Opinion: Haley’s Win A Win for NASCAR Regardless Of Spire’s Business Model

In this day and age it’s not very often an underdog actually defies the odds and wins big in the Monster Energy NASCAR Cup Series. It’s far more likely in the lower divisions, but to see it in Cup is a borderline rarity.

Sure, at Chicagoland Alex Bowman scored the win. Last season, Chase Elliott and Erik Jones scored their first wins. In 2017 Austin Dillon, Ricky Stenhouse Jr., and Ryan Blaney all scored their first wins. But each of those drivers compete for established organizations in Hendrick Motorsports, Joe Gibbs Racing, Richard Childress Racing, Roush-Fenway Racing, and Wood Brothers Racing. Each team has solid backing and solid footing in the sport. But when a freshly formed team like Spire Motorsports manages to put a driver in Victory Lane despite claims that they’re nothing more than a solid money grab, the underdog ranking goes up a few notches.

During the red flag period at the end of the Coke Zero Sugar 400 at Daytona which led to Justin Haley’s first Monster Energy NASCAR Cup Series win in only his third attempt, social media on Twitter, Facebook, and even Reddit seemed to be torn between excitement over a true surprise winner in the Spire Motorsports organization and frustration how a sports agency managed to buy a charter just to grab some money, at least according to a few media pundits.

American Muscle

Regardless of Spire’s true intentions, be it to build their team up into an actual competitor or to make a few bucks, the fact still remains that they have every right to be on the track. They bought the equipment, they formed the crew, they established the business side of the race team, and they put different drivers behind the wheel. For that matter they’ve managed to not just enter the race but actually put themselves in positions to be consistent and post decent runs, most notably with Haley. They’re a new team, so to go on Twitter and angrily pound out a tweet because it’s just so wrong and dumb that a cash grab team can win a race; don’t hate the player, hate the game. The No. 77 is right where it’s supposed to be on track.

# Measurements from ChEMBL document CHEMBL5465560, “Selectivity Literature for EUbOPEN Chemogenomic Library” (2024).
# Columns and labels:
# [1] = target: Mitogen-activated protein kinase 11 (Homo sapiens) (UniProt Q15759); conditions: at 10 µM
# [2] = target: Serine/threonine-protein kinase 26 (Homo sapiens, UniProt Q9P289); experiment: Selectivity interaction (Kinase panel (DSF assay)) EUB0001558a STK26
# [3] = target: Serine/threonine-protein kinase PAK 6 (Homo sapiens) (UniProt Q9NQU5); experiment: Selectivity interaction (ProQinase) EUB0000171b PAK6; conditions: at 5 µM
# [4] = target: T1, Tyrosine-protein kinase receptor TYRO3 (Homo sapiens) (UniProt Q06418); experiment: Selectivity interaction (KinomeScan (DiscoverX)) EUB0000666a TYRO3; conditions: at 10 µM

NASCAR isn’t even to fault for the win. Sure, Daytona has lights and a boatload of jet dryers leased out from other speedways for the event weekend. But after being pushed back a day, who in their right mind would want to stick around four, six, eight more hours just to finish 30+ more laps? The race was almost through, and Peter Sospenzo, who is not a slouch on the pit box, made the calls he needed to make to score the win for his team. Nothing was lost by calling the race. Nothing was hurt.

In the moments after the race was called, Haley’s name was trending third worldwide on Twitter, a testimony to just how big of an upset this was. Some compared it to the Derrike Cope win at Daytona in 1990, while others compared it to Trevor Bayne’s Daytona win in 2011. Some even compared it to Jamie McMurray’s Charlotte win in 2002. Ultimately, as this is an opinion piece, it has to be said that this win is more like Greg Sacks winning at Daytona in July 1985. The No. 10 of Sacks was nothing more than a research and development entry for DiGard Motorsports but since it was actually contending for the lead they changed their approach from parking the car to letting Sacks go for the win, which he did.

Similar concept for Spire and Haley. They were on track just to earn some experience and to give Haley some track time as it was only his third start in Cup. But just as it was at Talladega in his Cup debut, Haley kept himself within sight of the leaders. That proved to be the deciding factor when the red flag was dropped, and now Haley is a Cup Series winner.

The world loves an underdog. This, after steady weeks of the same teams winning race after race which is bound to resume once the series hits Kentucky, is an undying fact. There wouldn’t be this much of a buzz if it were anyone else. But it wasn’t anyone else; it was Spire Motorsports and Haley, a duo that wasn’t really supposed to be in the Winner’s Circle, let alone at Daytona, but accomplished that anyway. The little team that wasn’t supposed to win did just that by impeccable strategy and an insane amount of luck.

That’s not an unfamiliar story in NASCAR, and it’s a story that’s just as solid as many, many more over the years. So social media can keep on talking, saying that Spire is in the sport only for the money, that the team was undeserving, that they didn’t earn the win. It doesn’t matter; Haley and Spire are still the 2019 Coke Zero Sugar 400 winners.

More importantly, NASCAR once again has a true underdog victory in it’s ranks.

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The views and opinions expressed in this article are those of the author and do not necessarily reflect the official policy or position of SpeedwayMedia.com.


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